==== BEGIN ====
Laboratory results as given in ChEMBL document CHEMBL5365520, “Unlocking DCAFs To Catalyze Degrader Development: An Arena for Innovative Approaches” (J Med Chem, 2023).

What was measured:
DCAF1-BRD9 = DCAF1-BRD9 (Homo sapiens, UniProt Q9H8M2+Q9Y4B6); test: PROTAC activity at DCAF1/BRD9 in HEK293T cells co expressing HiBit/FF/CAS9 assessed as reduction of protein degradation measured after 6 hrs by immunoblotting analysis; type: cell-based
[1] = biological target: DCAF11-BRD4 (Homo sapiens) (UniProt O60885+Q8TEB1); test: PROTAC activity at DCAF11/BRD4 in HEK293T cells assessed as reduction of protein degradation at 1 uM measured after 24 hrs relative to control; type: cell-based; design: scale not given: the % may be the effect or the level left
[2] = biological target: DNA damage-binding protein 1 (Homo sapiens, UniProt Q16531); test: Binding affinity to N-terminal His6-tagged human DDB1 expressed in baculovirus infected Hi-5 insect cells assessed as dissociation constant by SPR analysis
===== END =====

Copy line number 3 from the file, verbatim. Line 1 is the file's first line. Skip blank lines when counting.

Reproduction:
DCAF1-BRD9 = DCAF1-BRD9 (Homo sapiens, UniProt Q9H8M2+Q9Y4B6); test: PROTAC activity at DCAF1/BRD9 in HEK293T cells co expressing HiBit/FF/CAS9 assessed as reduction of protein degradation measured after 6 hrs by immunoblotting analysis; type: cell-based